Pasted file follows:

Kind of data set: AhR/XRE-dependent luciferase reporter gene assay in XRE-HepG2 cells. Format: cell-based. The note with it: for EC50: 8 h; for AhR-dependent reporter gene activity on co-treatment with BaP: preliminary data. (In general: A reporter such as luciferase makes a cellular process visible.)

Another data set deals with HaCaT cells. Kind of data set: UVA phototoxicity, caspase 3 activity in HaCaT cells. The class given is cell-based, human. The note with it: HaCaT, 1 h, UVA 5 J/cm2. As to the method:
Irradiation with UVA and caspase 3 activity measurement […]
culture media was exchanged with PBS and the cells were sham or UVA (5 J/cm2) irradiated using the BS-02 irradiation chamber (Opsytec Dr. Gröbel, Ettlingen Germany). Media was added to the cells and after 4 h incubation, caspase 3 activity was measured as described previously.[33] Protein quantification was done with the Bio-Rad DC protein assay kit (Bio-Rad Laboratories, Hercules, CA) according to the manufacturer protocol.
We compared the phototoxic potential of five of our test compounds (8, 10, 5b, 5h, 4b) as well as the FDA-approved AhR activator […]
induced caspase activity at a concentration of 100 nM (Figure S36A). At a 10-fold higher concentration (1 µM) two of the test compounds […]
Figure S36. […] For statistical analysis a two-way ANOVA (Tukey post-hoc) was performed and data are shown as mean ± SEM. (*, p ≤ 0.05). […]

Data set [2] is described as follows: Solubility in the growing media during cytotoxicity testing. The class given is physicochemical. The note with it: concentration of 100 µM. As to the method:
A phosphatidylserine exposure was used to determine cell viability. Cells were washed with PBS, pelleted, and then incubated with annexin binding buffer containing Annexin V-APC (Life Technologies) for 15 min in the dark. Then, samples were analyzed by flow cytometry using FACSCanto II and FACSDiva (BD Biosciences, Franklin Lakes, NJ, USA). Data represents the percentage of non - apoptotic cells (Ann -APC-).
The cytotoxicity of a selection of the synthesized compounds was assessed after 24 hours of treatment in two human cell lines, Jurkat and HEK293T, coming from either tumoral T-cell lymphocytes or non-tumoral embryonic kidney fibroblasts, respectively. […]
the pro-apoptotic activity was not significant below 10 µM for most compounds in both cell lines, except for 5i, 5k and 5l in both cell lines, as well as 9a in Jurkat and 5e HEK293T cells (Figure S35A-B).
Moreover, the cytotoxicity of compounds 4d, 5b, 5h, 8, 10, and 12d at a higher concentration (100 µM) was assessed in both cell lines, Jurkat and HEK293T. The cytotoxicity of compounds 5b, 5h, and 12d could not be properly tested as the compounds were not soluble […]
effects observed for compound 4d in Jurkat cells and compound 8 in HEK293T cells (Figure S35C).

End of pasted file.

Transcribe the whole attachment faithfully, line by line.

Kind of data set: AhR/XRE-dependent luciferase reporter gene assay in XRE-HepG2 cells. Format: cell-based. The note with it: for EC50: 8 h; for AhR-dependent reporter gene activity on co-treatment with BaP: preliminary data. (In general: A reporter such as luciferase makes a cellular process visible.)

Another data set deals with HaCaT cells. Kind of data set: UVA phototoxicity, caspase 3 activity in HaCaT cells. The class given is cell-based, human. The note with it: HaCaT, 1 h, UVA 5 J/cm2. As to the method:
Irradiation with UVA and caspase 3 activity measurement […]
culture media was exchanged with PBS and the cells were sham or UVA (5 J/cm2) irradiated using the BS-02 irradiation chamber (Opsytec Dr. Gröbel, Ettlingen Germany). Media was added to the cells and after 4 h incubation, caspase 3 activity was measured as described previously.[33] Protein quantification was done with the Bio-Rad DC protein assay kit (Bio-Rad Laboratories, Hercules, CA) according to the manufacturer protocol.
We compared the phototoxic potential of five of our test compounds (8, 10, 5b, 5h, 4b) as well as the FDA-approved AhR activator […]
induced caspase activity at a concentration of 100 nM (Figure S36A). At a 10-fold higher concentration (1 µM) two of the test compounds […]
Figure S36. […] For statistical analysis a two-way ANOVA (Tukey post-hoc) was performed and data are shown as mean ± SEM. (*, p ≤ 0.05). […]

Data set [2] is described as follows: Solubility in the growing media during cytotoxicity testing. The class given is physicochemical. The note with it: concentration of 100 µM. As to the method:
A phosphatidylserine exposure was used to determine cell viability. Cells were washed with PBS, pelleted, and then incubated with annexin binding buffer containing Annexin V-APC (Life Technologies) for 15 min in the dark. Then, samples were analyzed by flow cytometry using FACSCanto II and FACSDiva (BD Biosciences, Franklin Lakes, NJ, USA). Data represents the percentage of non - apoptotic cells (Ann -APC-).
The cytotoxicity of a selection of the synthesized compounds was assessed after 24 hours of treatment in two human cell lines, Jurkat and HEK293T, coming from either tumoral T-cell lymphocytes or non-tumoral embryonic kidney fibroblasts, respectively. […]
the pro-apoptotic activity was not significant below 10 µM for most compounds in both cell lines, except for 5i, 5k and 5l in both cell lines, as well as 9a in Jurkat and 5e HEK293T cells (Figure S35A-B).
Moreover, the cytotoxicity of compounds 4d, 5b, 5h, 8, 10, and 12d at a higher concentration (100 µM) was assessed in both cell lines, Jurkat and HEK293T. The cytotoxicity of compounds 5b, 5h, and 12d could not be properly tested as the compounds were not soluble […]
effects observed for compound 4d in Jurkat cells and compound 8 in HEK293T cells (Figure S35C).